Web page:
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Why Reformed Young Man's Societies?
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Why Reformed Young Man's Societies?

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American Federation of Reformed Young Men’s Societies 1929

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Overview

For centuries, the church has grappled with the training of children. From Sunday schools to catechism classes to youth groups, teaching and training children as a community has been central to the mission and purpose of the church. In this address, delivered at the Federation of Reformed Young Men’s Societies in 1929, Berkhof argues that Reformed churches have been no exception.

In this address, he explains the purpose of young men’s societies in relation to other church-sponsored agencies and organizations. He also outlines the goals of distinctly Reformed societies in relation to organizations from other theological and ecclesiastical traditions. This volume traces the history of young people’s organizations, beginning with the Sunday Schools of the eighteenth century, the Bible classes and the Y.M.C.A in the nineteenth, and the challenges facing adolescence in the twentieth. He also shows how young men’s societies resemble and differ from high schools and colleges, as well as Bible and catechism classes.

Product Details

  • Title: Why Reformed Young Man's Societies?
  • Author: Louis Berkhof
  • Publisher: American Federation of Reformed Young Men’s Societies
  • Publication Date: 1929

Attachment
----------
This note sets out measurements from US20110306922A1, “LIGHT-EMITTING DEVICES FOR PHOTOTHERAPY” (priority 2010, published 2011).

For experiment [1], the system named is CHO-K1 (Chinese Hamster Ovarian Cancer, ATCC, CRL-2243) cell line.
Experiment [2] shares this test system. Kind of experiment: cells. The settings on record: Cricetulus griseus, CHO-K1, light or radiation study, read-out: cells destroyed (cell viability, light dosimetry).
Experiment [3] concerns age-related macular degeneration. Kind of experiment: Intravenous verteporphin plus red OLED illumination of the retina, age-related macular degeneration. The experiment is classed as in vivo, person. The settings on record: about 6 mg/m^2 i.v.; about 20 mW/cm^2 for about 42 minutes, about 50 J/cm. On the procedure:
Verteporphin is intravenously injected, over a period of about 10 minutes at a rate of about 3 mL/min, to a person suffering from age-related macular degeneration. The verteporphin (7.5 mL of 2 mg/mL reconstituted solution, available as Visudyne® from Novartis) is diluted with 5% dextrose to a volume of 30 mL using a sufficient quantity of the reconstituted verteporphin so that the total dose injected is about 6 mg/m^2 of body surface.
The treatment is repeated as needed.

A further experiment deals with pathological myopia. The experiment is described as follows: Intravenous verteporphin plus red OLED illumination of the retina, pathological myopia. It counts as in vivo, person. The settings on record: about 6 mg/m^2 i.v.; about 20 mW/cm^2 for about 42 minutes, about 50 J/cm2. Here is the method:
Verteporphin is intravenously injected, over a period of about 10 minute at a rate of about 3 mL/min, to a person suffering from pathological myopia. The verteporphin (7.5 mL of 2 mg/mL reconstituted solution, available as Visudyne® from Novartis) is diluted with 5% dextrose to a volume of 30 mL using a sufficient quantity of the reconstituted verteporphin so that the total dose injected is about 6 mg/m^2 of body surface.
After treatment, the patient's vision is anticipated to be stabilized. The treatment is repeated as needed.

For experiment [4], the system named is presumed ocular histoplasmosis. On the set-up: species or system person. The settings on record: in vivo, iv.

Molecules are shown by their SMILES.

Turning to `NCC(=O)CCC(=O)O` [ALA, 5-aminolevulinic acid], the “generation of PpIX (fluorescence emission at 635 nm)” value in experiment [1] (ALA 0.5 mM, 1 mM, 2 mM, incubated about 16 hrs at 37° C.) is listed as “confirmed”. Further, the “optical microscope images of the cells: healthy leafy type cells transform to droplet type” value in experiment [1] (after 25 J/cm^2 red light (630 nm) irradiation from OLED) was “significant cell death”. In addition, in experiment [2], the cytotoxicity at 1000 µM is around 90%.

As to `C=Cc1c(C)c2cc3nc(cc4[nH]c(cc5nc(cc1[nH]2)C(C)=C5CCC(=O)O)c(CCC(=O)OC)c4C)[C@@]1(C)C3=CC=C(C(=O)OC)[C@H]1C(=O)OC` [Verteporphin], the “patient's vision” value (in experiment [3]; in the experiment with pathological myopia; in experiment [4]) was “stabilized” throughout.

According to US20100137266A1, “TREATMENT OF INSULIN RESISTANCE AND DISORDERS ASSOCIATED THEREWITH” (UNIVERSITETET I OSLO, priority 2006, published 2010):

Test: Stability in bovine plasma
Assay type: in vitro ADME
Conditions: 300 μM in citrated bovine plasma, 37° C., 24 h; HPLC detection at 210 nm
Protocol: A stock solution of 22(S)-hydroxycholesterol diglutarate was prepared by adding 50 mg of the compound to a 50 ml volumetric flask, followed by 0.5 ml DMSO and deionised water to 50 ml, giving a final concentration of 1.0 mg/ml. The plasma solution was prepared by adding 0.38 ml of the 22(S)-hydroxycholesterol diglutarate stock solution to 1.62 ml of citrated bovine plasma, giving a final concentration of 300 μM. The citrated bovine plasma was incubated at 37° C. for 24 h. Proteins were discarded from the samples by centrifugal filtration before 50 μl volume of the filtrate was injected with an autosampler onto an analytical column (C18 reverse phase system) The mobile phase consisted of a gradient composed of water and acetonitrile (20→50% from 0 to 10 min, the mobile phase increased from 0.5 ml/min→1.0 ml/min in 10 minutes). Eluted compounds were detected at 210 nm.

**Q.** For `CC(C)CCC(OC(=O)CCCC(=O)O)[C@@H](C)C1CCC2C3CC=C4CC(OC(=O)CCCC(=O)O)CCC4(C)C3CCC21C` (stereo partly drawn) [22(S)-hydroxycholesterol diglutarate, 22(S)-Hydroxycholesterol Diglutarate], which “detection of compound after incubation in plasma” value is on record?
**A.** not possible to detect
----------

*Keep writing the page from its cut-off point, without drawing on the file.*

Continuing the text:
• Pages: 41

About Louis Berkhof

Louis Berkhof was born in 1873 in the Netherlands, and immigrated with his family to West Michigan in 1882. In 1893, he began attending the Theological School of the Christian Reformed Church (now Calvin Theological Seminary), where he studied under Hendericus Beuker and was influenced by the writings of Abraham Kuyper and Herman Bavinck. Berkhof graduated from Calvin Theological Seminary in 1900 and became the pastor of First Christian Reformed Church in Allendale, Michigan. He attended Princeton Theological Seminary from 1902 to 1904, where he studied under B.B. Warfield and Geerhardus Vos. H. Henry Meeter, a friend of Berkhof, remarked that “Berkhof frequently said that he owed more to Vos than anyone else for his insights into Reformed theology” (Reformed Theology in America, 156).

Berkfhof returned to Michigan in 1904 and became pastor of Oakdale Park Christian Reformed Church in Grand Rapids. In 1906, he was appointed professor of exegetical theology at Calvin Theological Seminary, and in 1926, became professor of dogmatic theology. He also delivered the Stone Lectures at Princeton in 1921. On September 9, 1931, Berkhof became president of Calvin Theological Seminary, where he served until his retirement in 1944. During his lifetime, he wrote prolifically, including numerous volumes on theology, social issues, politics, education, and missions. In addition to his books, he also published countless articles in Reformed periodicals, such as The Banner, De Wachter, and the Calvin Forum. He also served as the first president of the Reformed Ecumenical Synod in 1946.

Louis Berkhof died in 1957.

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